14 Jun Could self-driving cars speed hurricane evacuations
The case for a fully autonomous escape plan
The Atlantic | Laura Bliss | Oct 14, 2016
Hurricane Matthew’s record rains were but the first of many obstacles faced by millions of evacuees in Florida, Georgia, and the Carolinas this past week. Roads were blocked by chest-high floodwaters and downed trees. Gas stations ran out of fuel. And traffic sat backed up for miles along interstate highways as floodwaters overtook what appeared to be tens of thousands of households.
Most did make it to safety, thanks to evacuation orders, well-planned emergency procedures, and traffic managers switching up lanes to move a glut of vehicles (contraflow for the win). But the roads still proved lethal for some motorists, and others never made it out the front door at all. Hurricane Matthew’s death toll now stands at at least 33—and swollen rivers are still rising in North Carolina.
Could lives have been saved if evacuees didn’t have to pilot themselves? Given the capabilities that carmakers are rapidly approaching with autonomous-vehicle technology, this isn’t mere idle speculation: The U.S. Department of Transportation has been studying how car-to-car communications, a critical piece of the anticipated self-driving future, might improve evacuation procedures. And the recent federal policy guidance highlights the need for auto makers to consider how robo-vehicles might respond in emergency situations.
There are a lot of advantages you can think about,” says Brian Wolshon, the founding director of the Center for Evacuation and Transportation Resiliency at Louisiana State University. For one thing, even partially autonomous vehicles could improve traffic flow, if there were enough of them. During evacuations, Wolshon says, dense crowding, traffic disturbances, and slower human reaction times tend to depress per-hour traffic volumes, compared to what you’d see during a regular rush hour. If everyone was using, say, Tesla’s Autopilot—which can speed and slow a vehicle in a responsive manner while maintaining lane position (and avoiding rubbernecking)—they could move closer together and at higher speeds, getting more bodies to safety faster. This kind of effect could still be years down the road, though, since “you’d need to have a lot of vehicles with that kind of control to see any real difference in volume,” says Wolshon.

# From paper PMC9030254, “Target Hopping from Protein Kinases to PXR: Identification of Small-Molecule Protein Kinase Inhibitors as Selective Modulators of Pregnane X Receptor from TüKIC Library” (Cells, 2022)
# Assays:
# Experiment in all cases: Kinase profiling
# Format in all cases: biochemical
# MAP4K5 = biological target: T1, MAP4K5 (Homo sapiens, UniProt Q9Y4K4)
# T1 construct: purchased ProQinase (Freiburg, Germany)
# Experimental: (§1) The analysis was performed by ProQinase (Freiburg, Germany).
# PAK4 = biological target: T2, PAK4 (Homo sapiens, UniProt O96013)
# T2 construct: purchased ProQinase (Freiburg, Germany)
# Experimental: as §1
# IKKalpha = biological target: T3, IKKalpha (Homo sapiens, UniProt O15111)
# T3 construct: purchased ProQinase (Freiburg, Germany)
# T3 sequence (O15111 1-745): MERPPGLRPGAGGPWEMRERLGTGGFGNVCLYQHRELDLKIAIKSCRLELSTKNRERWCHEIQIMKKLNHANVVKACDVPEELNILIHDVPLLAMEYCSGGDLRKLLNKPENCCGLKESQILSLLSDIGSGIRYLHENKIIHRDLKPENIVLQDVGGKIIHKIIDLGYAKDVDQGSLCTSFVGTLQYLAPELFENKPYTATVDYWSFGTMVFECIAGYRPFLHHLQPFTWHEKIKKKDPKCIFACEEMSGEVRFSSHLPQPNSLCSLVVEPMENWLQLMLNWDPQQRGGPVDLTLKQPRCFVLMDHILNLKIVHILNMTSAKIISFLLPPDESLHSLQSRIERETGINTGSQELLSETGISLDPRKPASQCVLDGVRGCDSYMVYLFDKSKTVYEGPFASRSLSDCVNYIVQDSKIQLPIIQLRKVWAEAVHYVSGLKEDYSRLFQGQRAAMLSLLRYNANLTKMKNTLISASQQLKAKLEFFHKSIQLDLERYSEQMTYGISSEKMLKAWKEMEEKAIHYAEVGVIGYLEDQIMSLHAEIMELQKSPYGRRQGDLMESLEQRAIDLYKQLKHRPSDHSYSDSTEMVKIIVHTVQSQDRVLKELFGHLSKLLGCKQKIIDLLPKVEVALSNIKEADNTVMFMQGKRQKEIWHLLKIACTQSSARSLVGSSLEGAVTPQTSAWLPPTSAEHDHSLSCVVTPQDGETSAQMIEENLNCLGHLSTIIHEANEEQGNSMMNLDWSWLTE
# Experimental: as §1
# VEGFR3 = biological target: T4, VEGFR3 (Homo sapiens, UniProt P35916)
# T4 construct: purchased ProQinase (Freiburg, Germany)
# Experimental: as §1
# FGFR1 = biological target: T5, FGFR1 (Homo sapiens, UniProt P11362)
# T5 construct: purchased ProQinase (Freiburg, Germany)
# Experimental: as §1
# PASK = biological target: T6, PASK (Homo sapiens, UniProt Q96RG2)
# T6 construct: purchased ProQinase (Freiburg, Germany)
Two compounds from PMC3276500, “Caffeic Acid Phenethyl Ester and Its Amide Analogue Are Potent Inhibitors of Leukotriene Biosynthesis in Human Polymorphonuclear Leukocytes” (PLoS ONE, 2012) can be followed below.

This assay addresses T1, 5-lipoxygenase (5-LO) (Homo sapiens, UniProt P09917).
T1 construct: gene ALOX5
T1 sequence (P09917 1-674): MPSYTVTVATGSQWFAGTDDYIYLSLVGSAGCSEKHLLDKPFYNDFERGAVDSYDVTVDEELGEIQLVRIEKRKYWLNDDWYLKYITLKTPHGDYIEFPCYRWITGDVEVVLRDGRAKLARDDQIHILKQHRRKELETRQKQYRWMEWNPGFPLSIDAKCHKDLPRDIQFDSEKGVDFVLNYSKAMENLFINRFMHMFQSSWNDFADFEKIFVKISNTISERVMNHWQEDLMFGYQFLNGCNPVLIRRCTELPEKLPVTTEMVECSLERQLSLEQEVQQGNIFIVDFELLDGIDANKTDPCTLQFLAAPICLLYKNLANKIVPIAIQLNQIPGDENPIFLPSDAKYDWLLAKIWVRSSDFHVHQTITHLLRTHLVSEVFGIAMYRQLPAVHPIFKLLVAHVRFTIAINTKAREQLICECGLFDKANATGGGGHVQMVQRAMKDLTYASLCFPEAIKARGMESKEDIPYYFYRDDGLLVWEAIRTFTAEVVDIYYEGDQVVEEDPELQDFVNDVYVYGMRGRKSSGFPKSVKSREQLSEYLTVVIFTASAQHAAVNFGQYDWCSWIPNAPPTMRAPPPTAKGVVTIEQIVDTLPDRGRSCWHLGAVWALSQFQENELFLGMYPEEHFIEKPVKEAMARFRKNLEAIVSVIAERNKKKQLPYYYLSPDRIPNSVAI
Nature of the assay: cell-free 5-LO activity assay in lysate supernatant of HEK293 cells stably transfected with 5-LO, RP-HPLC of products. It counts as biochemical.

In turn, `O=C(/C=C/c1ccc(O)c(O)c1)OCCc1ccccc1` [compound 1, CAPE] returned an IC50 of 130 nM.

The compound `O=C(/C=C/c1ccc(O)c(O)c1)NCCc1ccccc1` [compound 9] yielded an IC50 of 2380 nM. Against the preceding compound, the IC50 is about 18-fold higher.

Most of the nation’s largest 50 cities lack any kind of comprehensive evacuation protocols for those without cars.
Closer on the horizon, however, are “connected” cars, which have the ability to communicate with other vehicles (“V to V” technology) or with traffic infrastructure such as lights and cameras (“V to I”). These are sort of like the first rung on the ladder to full automation. In an evacuation, such cars could disperse information about washed-out roads, traffic hazards, and alternative routes. That could help keep motorists out of harm’s way and traffic flowing more smoothly. “If cars are giving drivers strategic routing information, then you get a better utilization of the road network,” says Wolshon. Connected vehicles could also scoop up notices about nearby food, shelter, gas, and medical services.
True fully autonomous cars may be a decade or more away, but such vehicles could revolutionize evacuations. Imagine fleets of robotic trucks, buses, and specialized vehicles navigating treacherous terrain, ferrying supplies, picking up evacuees, and even making rescue trips—without putting human drivers in danger (or doing donuts in the submerged streets, like this halfwit in Florida did last week).